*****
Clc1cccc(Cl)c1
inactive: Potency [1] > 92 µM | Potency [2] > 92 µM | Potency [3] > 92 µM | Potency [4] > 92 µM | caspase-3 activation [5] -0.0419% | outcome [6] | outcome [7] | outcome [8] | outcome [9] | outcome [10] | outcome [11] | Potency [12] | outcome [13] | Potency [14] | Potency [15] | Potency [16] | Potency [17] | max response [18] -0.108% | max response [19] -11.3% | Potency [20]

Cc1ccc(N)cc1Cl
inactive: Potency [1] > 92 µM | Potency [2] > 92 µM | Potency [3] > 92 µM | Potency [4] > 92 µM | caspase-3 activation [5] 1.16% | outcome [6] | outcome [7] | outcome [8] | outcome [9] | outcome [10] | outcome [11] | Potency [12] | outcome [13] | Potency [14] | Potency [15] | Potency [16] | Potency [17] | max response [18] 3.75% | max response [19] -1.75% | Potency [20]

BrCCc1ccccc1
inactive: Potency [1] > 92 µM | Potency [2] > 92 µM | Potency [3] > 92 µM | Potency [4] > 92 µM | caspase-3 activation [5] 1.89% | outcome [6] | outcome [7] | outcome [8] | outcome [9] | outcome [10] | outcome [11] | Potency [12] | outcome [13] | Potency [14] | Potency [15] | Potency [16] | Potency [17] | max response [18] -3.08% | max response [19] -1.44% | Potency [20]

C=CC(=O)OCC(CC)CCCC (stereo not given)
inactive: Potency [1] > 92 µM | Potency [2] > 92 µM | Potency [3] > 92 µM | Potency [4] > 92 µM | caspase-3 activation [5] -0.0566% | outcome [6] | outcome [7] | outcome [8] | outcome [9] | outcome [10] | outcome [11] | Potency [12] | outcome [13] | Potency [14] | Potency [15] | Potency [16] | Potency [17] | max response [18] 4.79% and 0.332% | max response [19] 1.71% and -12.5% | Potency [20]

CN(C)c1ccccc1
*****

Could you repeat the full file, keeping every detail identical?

Clc1cccc(Cl)c1
inactive: Potency [1] > 92 µM | Potency [2] > 92 µM | Potency [3] > 92 µM | Potency [4] > 92 µM | caspase-3 activation [5] -0.0419% | outcome [6] | outcome [7] | outcome [8] | outcome [9] | outcome [10] | outcome [11] | Potency [12] | outcome [13] | Potency [14] | Potency [15] | Potency [16] | Potency [17] | max response [18] -0.108% | max response [19] -11.3% | Potency [20]

Cc1ccc(N)cc1Cl
inactive: Potency [1] > 92 µM | Potency [2] > 92 µM | Potency [3] > 92 µM | Potency [4] > 92 µM | caspase-3 activation [5] 1.16% | outcome [6] | outcome [7] | outcome [8] | outcome [9] | outcome [10] | outcome [11] | Potency [12] | outcome [13] | Potency [14] | Potency [15] | Potency [16] | Potency [17] | max response [18] 3.75% | max response [19] -1.75% | Potency [20]

BrCCc1ccccc1
inactive: Potency [1] > 92 µM | Potency [2] > 92 µM | Potency [3] > 92 µM | Potency [4] > 92 µM | caspase-3 activation [5] 1.89% | outcome [6] | outcome [7] | outcome [8] | outcome [9] | outcome [10] | outcome [11] | Potency [12] | outcome [13] | Potency [14] | Potency [15] | Potency [16] | Potency [17] | max response [18] -3.08% | max response [19] -1.44% | Potency [20]

C=CC(=O)OCC(CC)CCCC (stereo not given)
inactive: Potency [1] > 92 µM | Potency [2] > 92 µM | Potency [3] > 92 µM | Potency [4] > 92 µM | caspase-3 activation [5] -0.0566% | outcome [6] | outcome [7] | outcome [8] | outcome [9] | outcome [10] | outcome [11] | Potency [12] | outcome [13] | Potency [14] | Potency [15] | Potency [16] | Potency [17] | max response [18] 4.79% and 0.332% | max response [19] 1.71% and -12.5% | Potency [20]

CN(C)c1ccccc1